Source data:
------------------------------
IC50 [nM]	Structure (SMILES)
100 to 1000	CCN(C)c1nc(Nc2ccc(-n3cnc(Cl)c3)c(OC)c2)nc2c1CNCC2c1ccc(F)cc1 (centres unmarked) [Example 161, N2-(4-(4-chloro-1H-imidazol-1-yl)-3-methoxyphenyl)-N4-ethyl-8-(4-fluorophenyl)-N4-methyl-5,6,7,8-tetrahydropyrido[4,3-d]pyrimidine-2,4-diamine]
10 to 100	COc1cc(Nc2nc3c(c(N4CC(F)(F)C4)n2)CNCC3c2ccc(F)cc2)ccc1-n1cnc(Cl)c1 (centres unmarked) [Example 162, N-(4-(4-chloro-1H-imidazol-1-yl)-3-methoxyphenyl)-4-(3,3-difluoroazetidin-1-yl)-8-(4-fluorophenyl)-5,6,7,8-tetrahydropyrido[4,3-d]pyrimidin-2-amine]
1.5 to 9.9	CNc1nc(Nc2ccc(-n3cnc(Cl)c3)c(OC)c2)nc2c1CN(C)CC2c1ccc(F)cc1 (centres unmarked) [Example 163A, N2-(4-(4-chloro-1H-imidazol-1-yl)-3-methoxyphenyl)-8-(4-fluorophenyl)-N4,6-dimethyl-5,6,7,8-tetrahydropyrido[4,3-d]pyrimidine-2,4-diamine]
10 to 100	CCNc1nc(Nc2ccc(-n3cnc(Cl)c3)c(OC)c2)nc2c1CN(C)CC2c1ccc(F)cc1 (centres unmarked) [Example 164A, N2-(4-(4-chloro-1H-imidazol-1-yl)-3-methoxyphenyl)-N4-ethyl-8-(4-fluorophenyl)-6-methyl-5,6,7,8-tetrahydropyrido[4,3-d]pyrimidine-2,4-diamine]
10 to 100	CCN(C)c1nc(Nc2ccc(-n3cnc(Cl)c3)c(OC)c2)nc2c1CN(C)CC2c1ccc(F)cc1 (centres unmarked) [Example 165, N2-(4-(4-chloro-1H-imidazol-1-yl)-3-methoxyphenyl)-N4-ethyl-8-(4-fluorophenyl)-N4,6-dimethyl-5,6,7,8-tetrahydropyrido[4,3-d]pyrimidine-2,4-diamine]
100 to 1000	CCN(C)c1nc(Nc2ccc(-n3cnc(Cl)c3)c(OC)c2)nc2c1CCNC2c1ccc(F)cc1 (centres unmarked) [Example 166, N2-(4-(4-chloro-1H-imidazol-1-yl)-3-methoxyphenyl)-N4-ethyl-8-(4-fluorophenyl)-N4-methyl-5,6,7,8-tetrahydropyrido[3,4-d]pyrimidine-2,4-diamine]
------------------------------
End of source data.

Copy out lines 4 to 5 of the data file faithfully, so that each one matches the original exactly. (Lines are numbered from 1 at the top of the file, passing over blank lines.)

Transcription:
1.5 to 9.9	CNc1nc(Nc2ccc(-n3cnc(Cl)c3)c(OC)c2)nc2c1CN(C)CC2c1ccc(F)cc1 (centres unmarked) [Example 163A, N2-(4-(4-chloro-1H-imidazol-1-yl)-3-methoxyphenyl)-8-(4-fluorophenyl)-N4,6-dimethyl-5,6,7,8-tetrahydropyrido[4,3-d]pyrimidine-2,4-diamine]
10 to 100	CCNc1nc(Nc2ccc(-n3cnc(Cl)c3)c(OC)c2)nc2c1CN(C)CC2c1ccc(F)cc1 (centres unmarked) [Example 164A, N2-(4-(4-chloro-1H-imidazol-1-yl)-3-methoxyphenyl)-N4-ethyl-8-(4-fluorophenyl)-6-methyl-5,6,7,8-tetrahydropyrido[4,3-d]pyrimidine-2,4-diamine]